Second Thoughts on Second Life

When I first stepped into Second Life, I felt like Dorothy stepping out of her crashed house into Oz. I was blown away. The graphics, the architecture, the wild and sexy avatars, the locations to visit, the flying — it was all cool and amazing, and I looked forward to each future visit. “This could be addicting,” I even thought. Fast-forward just a few short weeks and I’m pleased to report that I’m having no worries about the need for SL Addicts Anonymous.

Like many people, I’ve read all the positive press and seen the encouraging stats, and I agree that Second Life has incredible potential. But, as an online destination point for me, it’s got a long way to go. I’ll take YouTube or a podcast site any day over Second Life.

Yes, I know it’s jumped from 321,683 residents in June 2006 to 12.4 million this month, but what does that mean exactly? All it means is that those people have checked out Second Life. It doesn’t mean they’re staying long or coming back. In fact, recent articles suggest that many are not. And that doesn’t surprise me. I’m no Luddite, but in my opinion you need to be a gamer — and a pretty decent one — to really appreciate Second Life. As cool as it may first appear, Second Life has a steep learning curve. So, I seriously doubt that many non-gamers (like me) will have the desire or patience to fumble through the endless, hard-to-follow instructions. All my non-gamer friends support me on this one.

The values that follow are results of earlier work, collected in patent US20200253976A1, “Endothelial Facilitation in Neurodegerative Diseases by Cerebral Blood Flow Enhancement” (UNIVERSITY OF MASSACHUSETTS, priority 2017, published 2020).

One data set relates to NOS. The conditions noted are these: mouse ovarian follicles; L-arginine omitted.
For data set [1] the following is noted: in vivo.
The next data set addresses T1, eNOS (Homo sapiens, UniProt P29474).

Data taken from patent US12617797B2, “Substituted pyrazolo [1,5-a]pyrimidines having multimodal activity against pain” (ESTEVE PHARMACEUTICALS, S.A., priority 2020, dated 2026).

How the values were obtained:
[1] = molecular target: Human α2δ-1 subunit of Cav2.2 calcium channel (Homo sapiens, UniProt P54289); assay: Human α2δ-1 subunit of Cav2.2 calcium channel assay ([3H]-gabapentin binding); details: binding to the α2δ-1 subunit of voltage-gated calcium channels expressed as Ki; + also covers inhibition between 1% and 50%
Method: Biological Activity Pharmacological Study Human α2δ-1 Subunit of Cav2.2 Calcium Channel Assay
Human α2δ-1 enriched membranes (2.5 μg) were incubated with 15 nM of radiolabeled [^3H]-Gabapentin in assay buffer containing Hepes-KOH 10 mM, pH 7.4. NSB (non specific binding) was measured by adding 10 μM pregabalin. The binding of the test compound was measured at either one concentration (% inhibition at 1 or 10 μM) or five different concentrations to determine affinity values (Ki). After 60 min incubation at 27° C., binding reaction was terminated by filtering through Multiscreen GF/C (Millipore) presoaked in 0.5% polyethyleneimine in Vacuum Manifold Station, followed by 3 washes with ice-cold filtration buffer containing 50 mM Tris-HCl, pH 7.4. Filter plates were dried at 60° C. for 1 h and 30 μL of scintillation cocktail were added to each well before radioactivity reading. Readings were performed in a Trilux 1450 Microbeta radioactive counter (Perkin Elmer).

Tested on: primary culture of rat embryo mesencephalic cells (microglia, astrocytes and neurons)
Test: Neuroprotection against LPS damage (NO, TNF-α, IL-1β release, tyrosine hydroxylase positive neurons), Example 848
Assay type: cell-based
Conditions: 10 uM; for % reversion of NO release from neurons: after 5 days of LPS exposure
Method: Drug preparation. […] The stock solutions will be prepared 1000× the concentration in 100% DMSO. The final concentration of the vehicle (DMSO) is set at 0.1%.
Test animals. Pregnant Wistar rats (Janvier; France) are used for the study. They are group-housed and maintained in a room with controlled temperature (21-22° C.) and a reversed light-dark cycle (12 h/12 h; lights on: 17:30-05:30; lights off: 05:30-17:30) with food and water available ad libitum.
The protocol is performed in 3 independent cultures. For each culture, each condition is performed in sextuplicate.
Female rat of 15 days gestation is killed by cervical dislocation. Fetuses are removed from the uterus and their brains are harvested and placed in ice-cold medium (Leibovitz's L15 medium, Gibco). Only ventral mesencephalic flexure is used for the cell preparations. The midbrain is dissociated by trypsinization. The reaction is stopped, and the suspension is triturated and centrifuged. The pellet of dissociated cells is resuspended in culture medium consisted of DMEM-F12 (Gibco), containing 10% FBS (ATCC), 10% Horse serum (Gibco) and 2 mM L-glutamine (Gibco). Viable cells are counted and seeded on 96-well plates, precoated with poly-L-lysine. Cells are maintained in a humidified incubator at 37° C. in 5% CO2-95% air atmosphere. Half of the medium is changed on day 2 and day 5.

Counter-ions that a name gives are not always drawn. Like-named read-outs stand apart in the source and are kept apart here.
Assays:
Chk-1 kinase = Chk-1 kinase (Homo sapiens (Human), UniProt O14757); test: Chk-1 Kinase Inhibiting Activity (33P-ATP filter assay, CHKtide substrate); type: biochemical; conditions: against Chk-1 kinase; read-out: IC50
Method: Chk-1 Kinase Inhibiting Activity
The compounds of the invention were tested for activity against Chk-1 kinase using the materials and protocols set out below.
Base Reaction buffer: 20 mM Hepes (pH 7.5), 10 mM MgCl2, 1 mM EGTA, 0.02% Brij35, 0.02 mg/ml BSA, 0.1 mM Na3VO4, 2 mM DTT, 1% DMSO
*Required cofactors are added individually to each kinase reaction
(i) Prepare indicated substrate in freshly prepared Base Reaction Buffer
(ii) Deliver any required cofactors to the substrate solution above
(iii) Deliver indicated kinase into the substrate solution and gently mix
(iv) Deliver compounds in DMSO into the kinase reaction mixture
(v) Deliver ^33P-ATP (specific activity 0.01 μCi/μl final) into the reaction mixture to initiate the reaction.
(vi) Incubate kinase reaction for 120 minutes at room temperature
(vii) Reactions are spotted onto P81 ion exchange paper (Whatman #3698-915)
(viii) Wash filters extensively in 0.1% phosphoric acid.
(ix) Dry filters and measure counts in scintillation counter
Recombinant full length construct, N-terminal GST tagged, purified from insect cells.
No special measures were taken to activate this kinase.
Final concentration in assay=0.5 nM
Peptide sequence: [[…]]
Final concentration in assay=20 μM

Here’s another thing I noticed. After visiting a few SL neighborhoods and observing the many Lord of the Rings and Harry Potter-esque avatar choices — and their wacky behavior — I don’t think I’m going out on a limb by suggesting that the residents who hang with Second Life are the same folks who trade PC games on eBay and have every word of the Star Wars trilogy memorized.

What about Apple, Sony, BMW and all the other sexy brands staking their claim in Second Life? Good question, and I’m not sure the answers are clear yet. As a virtual place to experiment with store design, gather market research, spot trends or test products, Second Life provides a cost-effective option. But how helpful is that collected data? And that’s assuming, of course, that you can even collect it. When the big attraction to Second Life is the ability to be someone (or something) you’re not, how willing will SL residents really be to offer up the kind of truthful, personal information needed for any kind of reliable quantitative or qualitative research? Of the two-dozen avatar profiles I clicked on, only one had any understandable information about the user’s “first” life. And, who knows if that info was even true. About 90 percent hadn’t bothered to write a single word. So, as far as the sexy brands currently on Second Life are concerned, my guess is that many of them aren’t totally sure why they’re there — they just believe they need to be.

Toyota’s Scion was the first automotive brand to begin its Second Life, and I bet some guy on the SL sales team contacted somebody at Nissan, Honda, Ford and General Motors about 10 minutes later with the news. And so on and so forth. I have no doubt the same will happen once we start colonizing the moon. But, if you want your brand to be thought of as cool, you pretty much have to be on Second Life, even if you have no clue what to do once you’re there other than build a really cool sign and hope the press writes about it. The same is true if you’re a media or entertainment company, a pop-culture or youth-oriented fashion firm (American Apparel is open for business in Second Life) or an S&M novelty goods specialist. I’m still trying to figure out what Ben & Jerry’s is doing on Second Life. Maybe it’s because the ice cream won’t melt there.